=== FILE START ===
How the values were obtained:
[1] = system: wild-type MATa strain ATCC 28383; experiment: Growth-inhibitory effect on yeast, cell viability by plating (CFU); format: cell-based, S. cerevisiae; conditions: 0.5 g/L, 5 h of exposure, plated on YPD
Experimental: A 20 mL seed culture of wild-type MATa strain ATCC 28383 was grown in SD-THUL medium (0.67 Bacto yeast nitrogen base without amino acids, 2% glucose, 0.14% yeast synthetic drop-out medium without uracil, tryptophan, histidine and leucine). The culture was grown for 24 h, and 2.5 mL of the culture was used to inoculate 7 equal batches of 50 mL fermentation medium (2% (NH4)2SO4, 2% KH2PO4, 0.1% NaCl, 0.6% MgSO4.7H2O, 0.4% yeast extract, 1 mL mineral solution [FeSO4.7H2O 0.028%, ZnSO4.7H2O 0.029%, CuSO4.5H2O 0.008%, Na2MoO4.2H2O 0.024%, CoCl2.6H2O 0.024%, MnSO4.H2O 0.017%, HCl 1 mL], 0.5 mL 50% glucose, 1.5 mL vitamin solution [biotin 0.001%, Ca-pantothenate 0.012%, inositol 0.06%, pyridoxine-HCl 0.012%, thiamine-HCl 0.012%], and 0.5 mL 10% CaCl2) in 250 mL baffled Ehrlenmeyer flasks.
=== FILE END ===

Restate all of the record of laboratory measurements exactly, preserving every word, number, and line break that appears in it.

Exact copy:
How the values were obtained:
[1] = system: wild-type MATa strain ATCC 28383; experiment: Growth-inhibitory effect on yeast, cell viability by plating (CFU); format: cell-based, S. cerevisiae; conditions: 0.5 g/L, 5 h of exposure, plated on YPD
Experimental: A 20 mL seed culture of wild-type MATa strain ATCC 28383 was grown in SD-THUL medium (0.67 Bacto yeast nitrogen base without amino acids, 2% glucose, 0.14% yeast synthetic drop-out medium without uracil, tryptophan, histidine and leucine). The culture was grown for 24 h, and 2.5 mL of the culture was used to inoculate 7 equal batches of 50 mL fermentation medium (2% (NH4)2SO4, 2% KH2PO4, 0.1% NaCl, 0.6% MgSO4.7H2O, 0.4% yeast extract, 1 mL mineral solution [FeSO4.7H2O 0.028%, ZnSO4.7H2O 0.029%, CuSO4.5H2O 0.008%, Na2MoO4.2H2O 0.024%, CoCl2.6H2O 0.024%, MnSO4.H2O 0.017%, HCl 1 mL], 0.5 mL 50% glucose, 1.5 mL vitamin solution [biotin 0.001%, Ca-pantothenate 0.012%, inositol 0.06%, pyridoxine-HCl 0.012%, thiamine-HCl 0.012%], and 0.5 mL 10% CaCl2) in 250 mL baffled Ehrlenmeyer flasks.